“Mental health first aid has been defined as the help provided to a person developing a mental health problem or in a mental health crisis. The first aid is given until appropriate professional treatment is received or until the crisis resolves. Training courses started to be developed in Australia by Betty Kitchener, and Anthony Jorm in 2001, then spread to other countries (…)”. It aims apparently to “increase mental health literacy, expand knowledge on how to help someone in a psychological crisis, connect individuals with professionals, and reduce stigma”.
But then MHFA stems from a medical model which can have its limits. It has been argued that it could in fact result in more stigma, if not more alienation, through the use of clinical labels, prompt resort to medical authorities / psychiatric services, and medication. These points are addressed in Three reviews of mental health first aid on the Mad In America website:
“Edward Duff: Mental Health First Aid is pretty good if you ignore the labeling system and just pay attention to the very gentle form of peer support, harm-reduction, and listening they advocate. This is a big IF since the main response of the program is to lead people into psychiatric services. It’s also a form of response short of an emergency hospitalization/capture scenario. This can be a very good thing to avoid, for sure.”
With this in mind, you can explore MHFA Australia material on how to pick up signals, how to approach and help someone with depression, psychosis, suicidal thoughts and behaviors, panic attacks, drug or alcohol use problems… or help returning to work after depression. Also, it has guidelines adapted to different cultures.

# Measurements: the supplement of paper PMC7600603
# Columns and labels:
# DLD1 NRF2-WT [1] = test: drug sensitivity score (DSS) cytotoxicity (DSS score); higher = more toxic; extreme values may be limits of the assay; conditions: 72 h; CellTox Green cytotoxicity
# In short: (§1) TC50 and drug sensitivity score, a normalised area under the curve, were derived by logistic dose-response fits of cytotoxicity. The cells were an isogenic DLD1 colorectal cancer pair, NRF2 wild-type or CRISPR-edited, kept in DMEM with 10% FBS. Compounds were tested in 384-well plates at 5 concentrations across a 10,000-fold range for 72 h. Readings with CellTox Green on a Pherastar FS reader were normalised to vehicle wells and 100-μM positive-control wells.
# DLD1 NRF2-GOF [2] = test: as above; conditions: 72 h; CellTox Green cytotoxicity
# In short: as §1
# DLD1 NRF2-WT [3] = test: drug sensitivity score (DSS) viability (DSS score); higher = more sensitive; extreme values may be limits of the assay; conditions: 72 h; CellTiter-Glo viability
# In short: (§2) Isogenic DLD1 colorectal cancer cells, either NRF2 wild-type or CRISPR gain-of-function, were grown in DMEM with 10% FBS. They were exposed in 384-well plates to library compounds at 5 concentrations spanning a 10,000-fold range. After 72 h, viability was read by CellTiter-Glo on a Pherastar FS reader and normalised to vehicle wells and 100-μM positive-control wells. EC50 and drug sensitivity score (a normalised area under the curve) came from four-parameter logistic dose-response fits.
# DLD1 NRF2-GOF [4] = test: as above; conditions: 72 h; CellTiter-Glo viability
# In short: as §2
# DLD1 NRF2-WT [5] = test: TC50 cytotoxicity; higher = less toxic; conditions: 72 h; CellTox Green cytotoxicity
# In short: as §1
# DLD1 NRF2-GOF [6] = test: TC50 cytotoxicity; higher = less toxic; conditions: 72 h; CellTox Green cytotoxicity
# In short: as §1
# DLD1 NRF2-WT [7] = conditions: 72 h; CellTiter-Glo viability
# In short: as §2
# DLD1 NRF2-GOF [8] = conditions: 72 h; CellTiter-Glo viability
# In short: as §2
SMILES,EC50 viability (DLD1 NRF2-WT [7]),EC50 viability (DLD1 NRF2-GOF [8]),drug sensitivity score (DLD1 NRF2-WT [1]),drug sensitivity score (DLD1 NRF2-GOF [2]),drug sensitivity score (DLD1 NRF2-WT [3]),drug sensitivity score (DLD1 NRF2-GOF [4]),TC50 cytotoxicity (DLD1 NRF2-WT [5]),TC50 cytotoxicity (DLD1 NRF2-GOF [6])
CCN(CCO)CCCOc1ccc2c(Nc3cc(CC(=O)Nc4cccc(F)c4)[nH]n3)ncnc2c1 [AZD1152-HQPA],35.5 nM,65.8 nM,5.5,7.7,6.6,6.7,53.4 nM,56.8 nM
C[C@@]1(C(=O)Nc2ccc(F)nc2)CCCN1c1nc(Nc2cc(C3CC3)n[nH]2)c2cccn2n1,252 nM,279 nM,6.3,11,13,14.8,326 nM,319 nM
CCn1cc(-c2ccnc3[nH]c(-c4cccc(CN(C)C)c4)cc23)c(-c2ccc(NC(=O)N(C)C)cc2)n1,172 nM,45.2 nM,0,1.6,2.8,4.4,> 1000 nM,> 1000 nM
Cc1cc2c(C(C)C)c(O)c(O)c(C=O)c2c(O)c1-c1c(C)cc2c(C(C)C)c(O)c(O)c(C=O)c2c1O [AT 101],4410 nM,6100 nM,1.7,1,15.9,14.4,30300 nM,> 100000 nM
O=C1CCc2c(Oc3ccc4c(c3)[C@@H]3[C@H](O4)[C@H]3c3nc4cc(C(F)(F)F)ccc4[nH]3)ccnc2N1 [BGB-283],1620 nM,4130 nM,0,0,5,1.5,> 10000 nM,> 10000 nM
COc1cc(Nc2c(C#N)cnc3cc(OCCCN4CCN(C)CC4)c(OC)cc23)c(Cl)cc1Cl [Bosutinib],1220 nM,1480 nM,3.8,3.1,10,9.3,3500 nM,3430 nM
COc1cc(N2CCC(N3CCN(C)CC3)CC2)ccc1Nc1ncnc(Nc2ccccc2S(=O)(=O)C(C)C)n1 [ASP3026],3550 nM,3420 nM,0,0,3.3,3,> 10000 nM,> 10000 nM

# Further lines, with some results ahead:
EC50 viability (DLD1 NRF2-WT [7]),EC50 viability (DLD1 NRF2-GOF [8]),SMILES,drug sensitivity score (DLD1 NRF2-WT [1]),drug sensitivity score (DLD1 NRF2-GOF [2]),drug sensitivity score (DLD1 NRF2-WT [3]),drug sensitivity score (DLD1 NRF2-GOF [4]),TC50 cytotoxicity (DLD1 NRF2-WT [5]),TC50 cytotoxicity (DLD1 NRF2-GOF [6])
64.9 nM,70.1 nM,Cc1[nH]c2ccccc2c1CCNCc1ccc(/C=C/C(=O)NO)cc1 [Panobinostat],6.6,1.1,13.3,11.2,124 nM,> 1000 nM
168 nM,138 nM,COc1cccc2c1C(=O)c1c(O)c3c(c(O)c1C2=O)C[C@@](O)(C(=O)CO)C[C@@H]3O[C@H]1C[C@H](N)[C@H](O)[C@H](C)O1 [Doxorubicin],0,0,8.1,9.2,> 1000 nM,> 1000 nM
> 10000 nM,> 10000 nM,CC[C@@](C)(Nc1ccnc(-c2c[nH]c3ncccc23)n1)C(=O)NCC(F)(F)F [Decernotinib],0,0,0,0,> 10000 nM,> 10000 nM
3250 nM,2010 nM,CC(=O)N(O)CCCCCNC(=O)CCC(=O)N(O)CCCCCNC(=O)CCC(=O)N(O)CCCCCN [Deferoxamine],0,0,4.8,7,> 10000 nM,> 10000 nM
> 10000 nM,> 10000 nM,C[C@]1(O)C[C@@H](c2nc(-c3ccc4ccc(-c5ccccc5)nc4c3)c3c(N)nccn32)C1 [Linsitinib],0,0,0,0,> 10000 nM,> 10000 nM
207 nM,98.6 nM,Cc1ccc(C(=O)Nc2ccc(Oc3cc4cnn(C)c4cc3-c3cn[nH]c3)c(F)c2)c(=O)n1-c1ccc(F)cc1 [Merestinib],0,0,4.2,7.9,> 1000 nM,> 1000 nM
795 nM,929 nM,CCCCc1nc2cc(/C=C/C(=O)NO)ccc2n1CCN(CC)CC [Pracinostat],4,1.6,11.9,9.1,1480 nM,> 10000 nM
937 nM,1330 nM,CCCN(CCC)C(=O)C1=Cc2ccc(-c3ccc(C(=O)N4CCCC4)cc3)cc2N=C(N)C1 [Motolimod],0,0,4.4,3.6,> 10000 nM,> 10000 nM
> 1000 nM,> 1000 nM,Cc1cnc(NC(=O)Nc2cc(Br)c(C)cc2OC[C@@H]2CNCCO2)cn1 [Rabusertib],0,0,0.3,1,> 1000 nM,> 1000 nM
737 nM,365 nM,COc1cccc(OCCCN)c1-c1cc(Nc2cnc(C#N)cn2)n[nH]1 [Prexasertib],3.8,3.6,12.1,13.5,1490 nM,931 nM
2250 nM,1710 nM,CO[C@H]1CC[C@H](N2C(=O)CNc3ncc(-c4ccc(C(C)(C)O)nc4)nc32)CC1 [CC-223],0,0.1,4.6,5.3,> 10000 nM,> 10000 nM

* MHFA Australia free GUIDELINES *
“In order to improve the quality of the mental health first aid techniques being taught to the public, MHFA Australia and researchers in the Mental Health Literacy Research Team lead by Professor Tony Jorm (now the Population Mental Health Group at the University of Melbourne) have developed guidelines on what constitutes best practice first aid, as informed by expert consensus (i.e., consensus-based guidelines). (…) Guidelines in the following areas have been developed, and are available for free download below.
How to use these guidelines
These guidelines are a general set of recommendations about how you can help someone who may be experiencing ———. Each individual is unique and it is important to tailor your support to that person’s needs. These recommendations therefore will not be appropriate for every person who may have ———-.
Also, the guidelines are designed to be suitable for providing first aid in developed English-speaking countries. They may not be suitable for other cultural groups or for countries with different health systems.
Although these guidelines are copyright, they can be freely reproduced for non-profit purposes provided the source is acknowledged.
Please cite these guidelines as follows:
Mental Health First Aid Australia. Psychosis: first aid guidelines. Melbourne: Mental Health First Aid Australia; 2008. Enquiries should be sent to:
Mental Health First Aid Australia email: firstname.lastname@example.org
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